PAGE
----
Carthage Comic Con
On Saturday, March 4, the Cosplay and Pop Culture Club will host Carthage’s first Comic-Con. The event, which will take place in the TWC from noon until 6:00 p.m., will feature student panels discussing how popular culture relates academics.
“Carthage Con is essentially just a way to bring the nerd world and the academic world together,” Abby Kirby, ’18, said.
While the Cosplay and Pop Culture Club will be hosting the event and leading their own panel discussion, other clubs such as Pagan Forum, the League of Legends Club and the Video Game Club, as well as other gaming clubs, will lead their own panels with their own interpretations on how pop culture interacts with academia.
“The idea is that we are inviting these clubs, although everybody is welcome to come, to talk about something you are not only dorky for, but why you think this matters to Carthage on a very TED talk like fashion. So for the Cosplay Club, we are obviously doing a lot of how does cosplay influence the rest of this world. I teach fanfiction over the summer, so I will be talking a little bit about what that was like as well,” Kirby said.
Popular culture, to Kirby, is not just a hobby to be explored outside of school, but she believes that it is a tool that can be used in the academic setting in order to explore the modern world. Each panel will emphasize how their own passion outside of school can be discussed on an intellectual level. For instance, the Pagan Forum club may be discussing the discrepancies between the Marvel Universe’s Thor and the original myths of Thor. To begin, in the original myths Thor’s hair is not blonde.
“I think that is what I would like to ask Carthage to take with a little more seriousness,” Kirby said. “Obviously while we need to follow the rules of the academic world, we also should have the liberty to combine what is academic with that which sort of exists in the area of dark corners and basements and movie nights. These things are cool and they matter to people for a reason.”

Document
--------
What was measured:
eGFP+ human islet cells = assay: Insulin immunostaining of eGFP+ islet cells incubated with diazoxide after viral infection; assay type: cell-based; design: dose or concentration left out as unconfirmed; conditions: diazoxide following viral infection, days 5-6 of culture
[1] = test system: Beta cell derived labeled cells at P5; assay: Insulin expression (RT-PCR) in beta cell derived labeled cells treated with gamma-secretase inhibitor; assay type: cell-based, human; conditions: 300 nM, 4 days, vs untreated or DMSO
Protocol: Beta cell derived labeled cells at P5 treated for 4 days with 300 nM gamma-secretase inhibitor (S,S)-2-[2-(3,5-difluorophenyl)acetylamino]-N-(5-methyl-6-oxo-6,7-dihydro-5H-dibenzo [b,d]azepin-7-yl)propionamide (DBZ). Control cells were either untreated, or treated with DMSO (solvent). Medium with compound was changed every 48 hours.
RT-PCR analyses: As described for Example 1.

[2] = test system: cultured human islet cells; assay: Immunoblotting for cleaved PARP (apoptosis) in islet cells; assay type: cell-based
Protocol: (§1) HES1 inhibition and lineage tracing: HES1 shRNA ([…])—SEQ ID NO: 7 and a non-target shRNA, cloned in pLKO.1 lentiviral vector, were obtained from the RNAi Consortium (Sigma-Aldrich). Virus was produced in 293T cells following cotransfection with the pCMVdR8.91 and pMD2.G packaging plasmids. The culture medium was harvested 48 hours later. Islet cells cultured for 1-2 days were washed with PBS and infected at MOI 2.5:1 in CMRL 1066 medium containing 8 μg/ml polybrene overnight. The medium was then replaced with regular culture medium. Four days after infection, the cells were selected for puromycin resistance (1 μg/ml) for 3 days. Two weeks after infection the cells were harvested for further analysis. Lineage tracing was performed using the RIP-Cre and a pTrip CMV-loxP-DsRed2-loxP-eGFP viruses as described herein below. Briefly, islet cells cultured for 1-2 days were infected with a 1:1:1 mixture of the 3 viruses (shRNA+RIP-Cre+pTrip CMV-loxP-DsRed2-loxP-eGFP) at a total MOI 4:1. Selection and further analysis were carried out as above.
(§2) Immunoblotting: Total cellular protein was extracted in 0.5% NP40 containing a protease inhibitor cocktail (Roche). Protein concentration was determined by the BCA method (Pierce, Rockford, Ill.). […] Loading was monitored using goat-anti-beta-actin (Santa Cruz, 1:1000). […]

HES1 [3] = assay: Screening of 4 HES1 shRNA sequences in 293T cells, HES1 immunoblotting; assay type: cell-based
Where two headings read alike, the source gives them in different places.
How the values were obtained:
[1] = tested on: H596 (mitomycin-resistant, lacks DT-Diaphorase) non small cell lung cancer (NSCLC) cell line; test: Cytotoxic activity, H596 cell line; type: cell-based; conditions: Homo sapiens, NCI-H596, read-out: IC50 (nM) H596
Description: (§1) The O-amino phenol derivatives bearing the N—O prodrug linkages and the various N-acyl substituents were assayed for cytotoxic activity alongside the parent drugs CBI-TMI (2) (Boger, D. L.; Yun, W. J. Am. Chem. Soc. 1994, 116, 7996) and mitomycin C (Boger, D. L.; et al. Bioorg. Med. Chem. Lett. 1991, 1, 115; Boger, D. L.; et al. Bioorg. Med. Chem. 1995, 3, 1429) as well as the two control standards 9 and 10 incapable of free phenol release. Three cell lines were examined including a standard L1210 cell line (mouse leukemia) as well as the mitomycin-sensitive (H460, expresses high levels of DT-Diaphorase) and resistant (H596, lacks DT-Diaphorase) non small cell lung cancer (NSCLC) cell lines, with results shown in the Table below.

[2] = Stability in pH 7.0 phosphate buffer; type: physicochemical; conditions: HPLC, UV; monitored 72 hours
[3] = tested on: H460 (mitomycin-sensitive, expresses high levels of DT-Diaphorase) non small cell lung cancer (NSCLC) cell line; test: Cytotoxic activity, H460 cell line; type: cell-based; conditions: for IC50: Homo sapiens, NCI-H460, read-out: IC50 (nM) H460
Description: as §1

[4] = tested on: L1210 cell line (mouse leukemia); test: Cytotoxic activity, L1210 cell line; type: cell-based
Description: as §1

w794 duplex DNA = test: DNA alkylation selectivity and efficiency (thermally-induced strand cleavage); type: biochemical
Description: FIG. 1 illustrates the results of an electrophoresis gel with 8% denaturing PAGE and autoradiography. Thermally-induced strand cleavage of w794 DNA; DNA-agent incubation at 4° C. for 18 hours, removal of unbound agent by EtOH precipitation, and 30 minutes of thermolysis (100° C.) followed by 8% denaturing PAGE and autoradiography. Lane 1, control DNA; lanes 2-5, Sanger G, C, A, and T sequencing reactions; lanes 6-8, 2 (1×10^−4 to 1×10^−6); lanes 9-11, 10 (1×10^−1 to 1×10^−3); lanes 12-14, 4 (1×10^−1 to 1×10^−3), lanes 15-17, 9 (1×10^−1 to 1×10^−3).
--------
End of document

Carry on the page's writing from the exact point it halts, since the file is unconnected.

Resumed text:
Kirby defines popular culture as any media that is not considered to be in the traditional canon of literary works. This can include comic books, young adult literature, video games and many movies. Kirby complained that typically these mediums along with fan art and fan fiction, are disregarded as not being fit material for college-level courses.
“[Fan art and fiction] can be pulled off very beautifully and skilled, but it’s not really taken seriously because it’s representing someone else’s characters. But there are a lot of very skilled artists out there who still do it because they love it,” Christine Werden, ’17, said.
Kirby had noticed that Carthage has a blossoming community interested in popular culture. After hearing about how other colleges have had successful Comic Cons, Kirby decided she wanted to bring that atmosphere to Carthage.
“The goal springs out of my own personal needs and desires that I am obviously a massive dork,” Kirby said. “That’s what 90 percent of my life revolves around. For the most part, I know other people are really dorky, but to try and combine that with whatever your major is is often hard because to be seen as someone who loves pop culture is to be seen as someone who is a part of low-culture. I don’t think that’s entirely true. I think we have such a fascinating way that we can think about combining these two worlds.”
During the day, a room in the TWC will be allocated all day for various games to be played by anyone. As the event will be hosted by the Cosplay club, at the end of the day, there will be a costume contest.
If you are interested in hosting a panel during the Carthage Con, contact Abby Kirby for more information.